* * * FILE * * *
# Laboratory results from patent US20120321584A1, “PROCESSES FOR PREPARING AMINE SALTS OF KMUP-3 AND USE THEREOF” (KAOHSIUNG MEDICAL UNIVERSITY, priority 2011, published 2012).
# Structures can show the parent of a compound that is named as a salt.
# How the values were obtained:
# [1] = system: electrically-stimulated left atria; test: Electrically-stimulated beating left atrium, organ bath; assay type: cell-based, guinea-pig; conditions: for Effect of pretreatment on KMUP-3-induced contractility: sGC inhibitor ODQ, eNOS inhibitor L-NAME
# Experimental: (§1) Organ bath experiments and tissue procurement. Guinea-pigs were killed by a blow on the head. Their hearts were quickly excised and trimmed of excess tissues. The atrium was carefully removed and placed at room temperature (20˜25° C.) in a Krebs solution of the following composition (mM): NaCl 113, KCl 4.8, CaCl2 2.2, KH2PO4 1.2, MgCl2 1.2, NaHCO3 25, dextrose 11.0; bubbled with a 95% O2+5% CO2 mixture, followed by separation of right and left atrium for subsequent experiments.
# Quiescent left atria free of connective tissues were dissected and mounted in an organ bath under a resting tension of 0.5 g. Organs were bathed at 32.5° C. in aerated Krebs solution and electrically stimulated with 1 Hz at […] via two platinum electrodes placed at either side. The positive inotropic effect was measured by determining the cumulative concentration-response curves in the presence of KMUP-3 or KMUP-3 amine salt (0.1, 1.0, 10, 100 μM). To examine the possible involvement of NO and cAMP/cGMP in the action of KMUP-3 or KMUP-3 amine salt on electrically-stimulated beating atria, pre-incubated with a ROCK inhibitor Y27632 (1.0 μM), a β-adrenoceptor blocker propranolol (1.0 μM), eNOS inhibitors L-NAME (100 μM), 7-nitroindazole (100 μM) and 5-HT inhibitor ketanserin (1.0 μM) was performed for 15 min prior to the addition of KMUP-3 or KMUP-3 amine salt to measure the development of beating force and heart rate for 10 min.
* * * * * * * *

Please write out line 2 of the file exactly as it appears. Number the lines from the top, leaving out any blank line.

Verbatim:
# Structures can show the parent of a compound that is named as a salt.